try{
        JSON.parse(str)
        // do something here, or return obj/true
    }catch(e){
        //  do nothing or return false
    }
}

The regex will check if string opens with a [ or {. This will eliminate most false cases (not all). Here is a quick performance test for you https://jsbench.me/awl6fgn8jb/1

Worst case this can be 10-15% slower than using try directly, worst case meaning all strings are valid json string.

Best case this is 99% faster than pure try, best case meaning all strings are non-valid json.

This only looks for strings that parse into objects or arrays. Note that stringified js-premitive values like "true" are valid JSON strings, I'm purposefully ignoring them for the sake of simplicity. For a comprehensive pre-check please add additional checks depending on your usecase.

2
7

From Prototype framework String.isJSON definition here

/**
   *  String#isJSON() -> Boolean
   *
   *  Check if the string is valid JSON by the use of regular expressions.
   *  This security method is called internally.
   *
   *  ##### Examples
   *
   *      "something".isJSON();
   *      // -> false
   *      "\"something\"".isJSON();
   *      // -> true
   *      "{ foo: 42 }".isJSON();
   *      // -> false
   *      "{ \"foo\": 42 }".isJSON();
   *      // -> true
  **/
  function isJSON() {
    var str = this;
    if (str.blank()) return false;
    str = str.replace(/\\(?:["\\\/bfnrt]|u[0-9a-fA-F]{4})/g, '@');
    str = str.replace(/"[^"\\\n\r]*"|true|false|null|-?\d+(?:\.\d*)?(?:[eE][+\-]?\d+)?/g, ']');
    str = str.replace(/(?:^|:|,)(?:\s*\[)+/g, '');
    return (/^[\],:{}\s]*$/).test(str);
  }

so this is the version that can be used passing a string object

function isJSON(str) {
    if ( /^\s*$/.test(str) ) return false;
    str = str.replace(/\\(?:["\\\/bfnrt]|u[0-9a-fA-F]{4})/g, '@');
    str = str.replace(/"[^"\\\n\r]*"|true|false|null|-?\d+(?:\.\d*)?(?:[eE][+\-]?\d+)?/g, ']');
    str = str.replace(/(?:^|:|,)(?:\s*\[)+/g, '');
    return (/^[\],:{}\s]*$/).test(str);
  }

function isJSON(str) {
    if ( /^\s*$/.test(str) ) return false;
    str = str.replace(/\\(?:["\\\/bfnrt]|u[0-9a-fA-F]{4})/g, '@');
    str = str.replace(/"[^"\\\n\r]*"|true|false|null|-?\d+(?:\.\d*)?(?:[eE][+\-]?\d+)?/g, ']');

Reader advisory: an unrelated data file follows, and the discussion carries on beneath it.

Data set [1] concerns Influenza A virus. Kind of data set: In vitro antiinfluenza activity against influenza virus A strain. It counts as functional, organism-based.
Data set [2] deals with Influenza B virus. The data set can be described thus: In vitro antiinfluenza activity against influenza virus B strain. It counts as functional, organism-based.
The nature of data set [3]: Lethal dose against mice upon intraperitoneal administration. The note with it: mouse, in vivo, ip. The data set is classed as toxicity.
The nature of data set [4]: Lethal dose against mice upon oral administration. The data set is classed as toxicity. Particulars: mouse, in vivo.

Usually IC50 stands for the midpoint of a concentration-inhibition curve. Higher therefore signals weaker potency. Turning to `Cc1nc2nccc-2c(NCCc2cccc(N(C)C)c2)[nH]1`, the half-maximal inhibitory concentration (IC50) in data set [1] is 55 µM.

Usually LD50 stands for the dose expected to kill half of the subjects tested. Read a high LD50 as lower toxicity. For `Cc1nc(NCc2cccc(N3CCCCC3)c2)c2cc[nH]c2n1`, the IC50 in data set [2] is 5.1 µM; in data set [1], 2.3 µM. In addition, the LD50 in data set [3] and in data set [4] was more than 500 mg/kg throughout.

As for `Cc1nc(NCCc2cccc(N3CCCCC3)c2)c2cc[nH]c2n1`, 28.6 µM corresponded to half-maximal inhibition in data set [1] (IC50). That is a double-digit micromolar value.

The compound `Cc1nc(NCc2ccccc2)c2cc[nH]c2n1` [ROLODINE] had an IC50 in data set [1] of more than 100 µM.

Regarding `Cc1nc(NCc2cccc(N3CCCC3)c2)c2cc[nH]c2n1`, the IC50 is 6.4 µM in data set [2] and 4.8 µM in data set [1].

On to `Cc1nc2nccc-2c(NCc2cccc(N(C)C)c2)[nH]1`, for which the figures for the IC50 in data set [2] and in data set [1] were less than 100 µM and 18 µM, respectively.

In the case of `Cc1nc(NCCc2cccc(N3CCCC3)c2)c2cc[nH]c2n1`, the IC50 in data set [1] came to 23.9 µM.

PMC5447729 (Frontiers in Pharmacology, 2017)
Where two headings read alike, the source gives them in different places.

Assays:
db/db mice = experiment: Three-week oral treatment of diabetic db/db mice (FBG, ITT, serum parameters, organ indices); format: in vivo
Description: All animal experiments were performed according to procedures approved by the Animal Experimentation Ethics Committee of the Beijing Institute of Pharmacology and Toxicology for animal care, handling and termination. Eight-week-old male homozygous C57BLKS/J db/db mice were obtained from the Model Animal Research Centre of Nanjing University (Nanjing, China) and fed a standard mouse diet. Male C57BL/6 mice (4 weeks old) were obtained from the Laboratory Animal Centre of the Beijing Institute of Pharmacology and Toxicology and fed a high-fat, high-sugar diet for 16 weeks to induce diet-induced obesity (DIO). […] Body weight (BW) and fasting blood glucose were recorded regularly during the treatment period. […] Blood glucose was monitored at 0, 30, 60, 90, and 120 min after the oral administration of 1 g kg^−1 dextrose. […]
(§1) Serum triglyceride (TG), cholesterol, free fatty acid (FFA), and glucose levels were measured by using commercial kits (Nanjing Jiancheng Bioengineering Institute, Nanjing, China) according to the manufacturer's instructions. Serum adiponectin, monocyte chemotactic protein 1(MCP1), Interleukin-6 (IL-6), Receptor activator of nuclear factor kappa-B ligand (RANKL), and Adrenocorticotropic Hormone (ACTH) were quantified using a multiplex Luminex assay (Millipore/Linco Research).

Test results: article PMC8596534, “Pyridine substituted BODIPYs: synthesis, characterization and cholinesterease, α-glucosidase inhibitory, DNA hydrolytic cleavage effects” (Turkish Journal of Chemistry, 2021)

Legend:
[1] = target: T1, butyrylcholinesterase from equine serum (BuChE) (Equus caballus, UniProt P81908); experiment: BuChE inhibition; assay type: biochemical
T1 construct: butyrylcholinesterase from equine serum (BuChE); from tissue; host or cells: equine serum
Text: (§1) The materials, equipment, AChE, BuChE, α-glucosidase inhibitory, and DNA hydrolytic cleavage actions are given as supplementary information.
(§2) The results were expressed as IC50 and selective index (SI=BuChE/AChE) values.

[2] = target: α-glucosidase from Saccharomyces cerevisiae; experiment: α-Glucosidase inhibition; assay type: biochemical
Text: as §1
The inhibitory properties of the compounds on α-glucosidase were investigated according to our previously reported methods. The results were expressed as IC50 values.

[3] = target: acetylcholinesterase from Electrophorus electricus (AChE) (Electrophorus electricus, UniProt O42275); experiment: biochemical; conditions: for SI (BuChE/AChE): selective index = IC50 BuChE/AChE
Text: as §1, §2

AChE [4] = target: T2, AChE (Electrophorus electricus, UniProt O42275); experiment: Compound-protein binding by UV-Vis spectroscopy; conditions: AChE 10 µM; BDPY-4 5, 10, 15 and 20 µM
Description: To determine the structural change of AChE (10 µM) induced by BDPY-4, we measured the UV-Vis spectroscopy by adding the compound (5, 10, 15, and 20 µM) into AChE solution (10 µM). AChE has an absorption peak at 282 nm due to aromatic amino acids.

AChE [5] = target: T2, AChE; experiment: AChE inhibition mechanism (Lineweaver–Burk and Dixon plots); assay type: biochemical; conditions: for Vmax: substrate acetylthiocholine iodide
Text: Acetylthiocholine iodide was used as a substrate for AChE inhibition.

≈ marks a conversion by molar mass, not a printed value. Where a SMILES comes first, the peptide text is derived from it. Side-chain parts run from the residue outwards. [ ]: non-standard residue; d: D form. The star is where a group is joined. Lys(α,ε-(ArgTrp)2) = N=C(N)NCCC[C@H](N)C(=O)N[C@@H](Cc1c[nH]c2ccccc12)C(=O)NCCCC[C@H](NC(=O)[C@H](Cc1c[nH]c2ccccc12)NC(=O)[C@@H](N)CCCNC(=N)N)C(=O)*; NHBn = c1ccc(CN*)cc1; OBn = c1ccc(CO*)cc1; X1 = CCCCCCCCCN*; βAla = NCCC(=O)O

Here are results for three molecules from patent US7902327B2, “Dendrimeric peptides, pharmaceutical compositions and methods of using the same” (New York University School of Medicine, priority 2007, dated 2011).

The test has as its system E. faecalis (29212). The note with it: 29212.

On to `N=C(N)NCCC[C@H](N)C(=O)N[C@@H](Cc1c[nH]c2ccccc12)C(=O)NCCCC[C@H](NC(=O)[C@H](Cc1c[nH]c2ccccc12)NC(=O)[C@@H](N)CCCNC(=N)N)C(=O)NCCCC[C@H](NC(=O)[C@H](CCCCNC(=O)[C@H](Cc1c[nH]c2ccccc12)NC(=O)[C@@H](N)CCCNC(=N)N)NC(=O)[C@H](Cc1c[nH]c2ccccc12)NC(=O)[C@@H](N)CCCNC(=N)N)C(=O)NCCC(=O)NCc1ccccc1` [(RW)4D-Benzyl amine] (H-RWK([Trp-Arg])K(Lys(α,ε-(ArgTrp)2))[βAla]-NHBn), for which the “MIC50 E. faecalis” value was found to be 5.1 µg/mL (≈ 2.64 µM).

str = str.replace(/(?:^|:|,)(?:\s*\[)+/g, '');
    return (/^[\],:{}\s]*$/).test(str);
  }

console.log ("this is a json",  isJSON( "{ \"key\" : 1, \"key2@e\" : \"val\"}" ) )

console.log("this is not a json", isJSON( "{ \"key\" : 1, \"key2@e\" : pippo }" ) )

3
  • 1
    Anyone have test suite for comparing all these answers? I'd like to see if this one is correct. Nov 21, 2019 at 18:58
  • 1
    @LonnieBest good point. My 2 cents. I have used for years in production and it has always worked fine and with a reasonable execution time. Nov 21, 2019 at 22:18
  • 1
    Word of warning for anyone planning to use this, not everything that is true from the above isJSON function will actually parse with JSON.parse successfully, the regexes don't fully test all possible strings. Examples of very simple truthy strings that would throw an error on JSON.parse: '[' ']' '{' '}' '{"a"}'. So just user beware, the try/catch method is likely safer for strings you don't control.
    – LocalPCGuy
    Mar 3, 2023 at 23:45
6

This answer to reduce the cost of trycatch statement.

I used JQuery to parse JSON strings and I used trycatch statement to handle exceptions, but throwing exceptions for un-parsable strings slowed down my code, so I used simple Regex to check the string if it is a possible JSON string or not without going feather by checking it's syntax, then I used the regular way by parsing the string using JQuery :

if (typeof jsonData == 'string') {
    if (! /^[\[|\{](\s|.*|\w)*[\]|\}]$/.test(jsonData)) {
        return jsonData;
    }
}

try {
    jsonData = $.parseJSON(jsonData);
} catch (e) {

}

I wrapped the previous code in a recursive function to parse nested JSON responses.

1
  • What does jQuery do that JSON.parse() doesn't do?
    – ADJenks
    Apr 18, 2019 at 20:26
5

Maybe it will useful:

    function parseJson(code)
{
    try {